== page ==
5.) Natural spaces: What can you see of the natural environment? Trees, bushes, animals? Are they made by humans (parks, beautification projects..) or built around (groves, rivers..).
1.) Roadway infrastructure: How do you know what the signs mean? Language, shapes, illustrations? Do you feel confident navigating this space?
2.) Allocation of space: Do you see people? What are they doing in this space? How does the design of the space attract or repel specific behaviors?
3.) Shops and locations: How can you tell what something is? Can you tell what the service being provided is or who the clientele is meant to be?
4.) Housing: Do you have an idea of how dwellings are used? Do people tend to live alone or with family (immediate or extended)? Are there private space outside of the dwelling (yards, gardens)? Are the spaces partitioned in some way (fences, gates)?
5.) Natural spaces: Can you tell how people interact with these spaces? Are they functional (fishing..) or aesthetic (perfectly lined up shrubs creating a border)?
Prepare for your second tour. Repeat step 1, but this time select a place you have never been and are not sure what to expect there in terms of built and social environments. Using the navigation controls, move through this place and consider what kind of diversity is present there, not just in cultures but in ways of making space. What do you notice? Please further investigate things that intrigue you and make notes about them for your summary. For example, if you notice a pattern that is unfamiliar, try googling about the location for more information. What kinds of things do you need to consider to gain a better understanding of what you are observing (history, ecology, politics…)? You don’t have to find the answers, but practice knowing what questions to ask.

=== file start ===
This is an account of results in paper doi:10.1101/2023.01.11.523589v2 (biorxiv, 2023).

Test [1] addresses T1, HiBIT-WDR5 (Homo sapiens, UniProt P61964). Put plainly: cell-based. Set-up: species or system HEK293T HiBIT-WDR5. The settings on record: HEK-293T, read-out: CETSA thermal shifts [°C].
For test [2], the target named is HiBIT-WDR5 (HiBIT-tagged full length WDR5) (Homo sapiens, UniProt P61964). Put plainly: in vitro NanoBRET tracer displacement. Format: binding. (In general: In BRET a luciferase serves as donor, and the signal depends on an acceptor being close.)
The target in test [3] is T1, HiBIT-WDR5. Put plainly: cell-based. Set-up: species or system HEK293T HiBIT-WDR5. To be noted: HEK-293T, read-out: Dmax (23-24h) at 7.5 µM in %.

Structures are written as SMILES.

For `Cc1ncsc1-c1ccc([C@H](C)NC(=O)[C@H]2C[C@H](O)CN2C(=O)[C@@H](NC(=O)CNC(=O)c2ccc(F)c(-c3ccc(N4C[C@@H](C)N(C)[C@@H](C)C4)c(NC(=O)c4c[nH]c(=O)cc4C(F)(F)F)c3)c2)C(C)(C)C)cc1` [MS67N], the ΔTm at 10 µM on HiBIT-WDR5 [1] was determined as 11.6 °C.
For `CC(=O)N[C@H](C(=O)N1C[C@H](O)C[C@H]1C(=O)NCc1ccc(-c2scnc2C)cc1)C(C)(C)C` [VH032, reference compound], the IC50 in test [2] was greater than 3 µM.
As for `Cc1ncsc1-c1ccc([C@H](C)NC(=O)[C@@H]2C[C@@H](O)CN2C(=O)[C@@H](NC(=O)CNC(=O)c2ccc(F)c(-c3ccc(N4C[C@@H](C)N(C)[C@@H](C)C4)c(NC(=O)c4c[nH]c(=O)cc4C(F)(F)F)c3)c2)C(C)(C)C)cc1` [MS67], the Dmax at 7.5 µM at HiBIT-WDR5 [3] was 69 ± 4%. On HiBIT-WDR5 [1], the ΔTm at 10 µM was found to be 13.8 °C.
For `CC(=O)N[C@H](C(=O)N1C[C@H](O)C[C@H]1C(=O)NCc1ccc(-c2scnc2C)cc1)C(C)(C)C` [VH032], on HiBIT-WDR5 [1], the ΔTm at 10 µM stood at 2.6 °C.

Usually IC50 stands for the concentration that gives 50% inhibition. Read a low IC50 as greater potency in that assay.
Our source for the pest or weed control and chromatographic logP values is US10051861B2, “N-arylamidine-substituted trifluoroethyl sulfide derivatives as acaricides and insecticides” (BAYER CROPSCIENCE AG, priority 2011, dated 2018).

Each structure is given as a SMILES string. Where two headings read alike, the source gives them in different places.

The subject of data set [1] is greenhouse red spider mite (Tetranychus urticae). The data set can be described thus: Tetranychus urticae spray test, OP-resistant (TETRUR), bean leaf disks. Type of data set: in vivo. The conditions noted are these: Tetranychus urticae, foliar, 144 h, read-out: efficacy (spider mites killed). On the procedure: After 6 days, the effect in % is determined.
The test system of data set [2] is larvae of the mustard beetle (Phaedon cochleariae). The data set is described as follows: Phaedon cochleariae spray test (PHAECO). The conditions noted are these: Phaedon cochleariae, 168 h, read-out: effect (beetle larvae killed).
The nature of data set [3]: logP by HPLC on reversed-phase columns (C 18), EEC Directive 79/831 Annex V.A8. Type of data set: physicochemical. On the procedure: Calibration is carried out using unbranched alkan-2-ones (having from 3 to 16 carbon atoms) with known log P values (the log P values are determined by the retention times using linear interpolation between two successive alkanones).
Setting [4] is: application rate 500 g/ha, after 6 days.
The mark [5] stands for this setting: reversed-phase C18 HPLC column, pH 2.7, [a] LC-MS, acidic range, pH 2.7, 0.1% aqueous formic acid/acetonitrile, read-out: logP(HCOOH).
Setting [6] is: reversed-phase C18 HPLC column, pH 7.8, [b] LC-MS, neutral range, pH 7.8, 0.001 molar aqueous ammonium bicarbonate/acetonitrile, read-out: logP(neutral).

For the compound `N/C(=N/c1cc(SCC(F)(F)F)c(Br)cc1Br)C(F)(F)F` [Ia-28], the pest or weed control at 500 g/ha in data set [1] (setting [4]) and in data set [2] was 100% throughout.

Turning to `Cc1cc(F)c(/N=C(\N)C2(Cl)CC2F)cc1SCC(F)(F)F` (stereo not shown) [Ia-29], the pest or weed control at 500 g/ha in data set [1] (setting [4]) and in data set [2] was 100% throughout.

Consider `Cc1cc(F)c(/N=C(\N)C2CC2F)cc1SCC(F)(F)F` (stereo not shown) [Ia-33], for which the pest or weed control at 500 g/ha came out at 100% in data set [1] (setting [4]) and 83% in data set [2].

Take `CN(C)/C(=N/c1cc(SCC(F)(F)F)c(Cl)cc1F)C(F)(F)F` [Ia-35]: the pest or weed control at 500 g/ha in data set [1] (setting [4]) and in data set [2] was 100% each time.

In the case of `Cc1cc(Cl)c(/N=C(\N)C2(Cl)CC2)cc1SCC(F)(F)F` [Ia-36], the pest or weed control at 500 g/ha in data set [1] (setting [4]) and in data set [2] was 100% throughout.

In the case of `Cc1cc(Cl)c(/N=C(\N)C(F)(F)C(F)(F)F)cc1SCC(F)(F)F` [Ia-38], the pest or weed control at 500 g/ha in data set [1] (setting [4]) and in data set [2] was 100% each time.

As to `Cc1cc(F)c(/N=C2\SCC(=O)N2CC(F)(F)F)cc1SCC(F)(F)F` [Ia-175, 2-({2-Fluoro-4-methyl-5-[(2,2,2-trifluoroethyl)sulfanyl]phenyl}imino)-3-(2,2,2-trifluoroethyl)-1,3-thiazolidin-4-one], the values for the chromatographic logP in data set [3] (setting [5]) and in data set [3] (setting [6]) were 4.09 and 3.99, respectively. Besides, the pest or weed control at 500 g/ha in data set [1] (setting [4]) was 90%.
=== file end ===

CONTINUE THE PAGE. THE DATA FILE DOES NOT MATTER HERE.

Tell us a good story! Write a summary about the experience of taking these tours, including the different cultural groups found in your own community and what you learned about the second place you visited. Post your summary to this discussion board. You can add details to your summary by including pictures, maps, or sketches of the places and cultures you encountered. When reading the posts of your fellow students, think about how the things you noticed differed from one another as well as what observations you have in common. What themes emerge across posts?
Attention to the prompt: Be sure to respond to all parts of the prompt and questions given. Reference the prompt and questions in your response so your contribution to the discussion is clear to other students.
Inclusion of course materials: Engagement with the course materials is required, as is citation of sources. You must reference some part of the course material, either the textbook or the recorded lectures, but formal citation of these materials is not required. To cite the textbook, put the page number you’re referencing in parentheses at the end of the sentence, e.g.: (pg. 123). To cite a recorded lecture, use the title of the video and an approximate timestamp: (Lecture: Racism, 05:30). If you use outside sources, cite these properly and include a bibliography.
Word count and spelling/grammar/syntax: Your initial response to the prompt should be 300-500 words, and your response to a classmate’s post should be 150-200 words. Bibliography does not count towards word count. Proofread for spelling and grammar errors and edit for clarity. Discussion board posts are editable, so feel free to make small edits if you notice errors after you submit your post.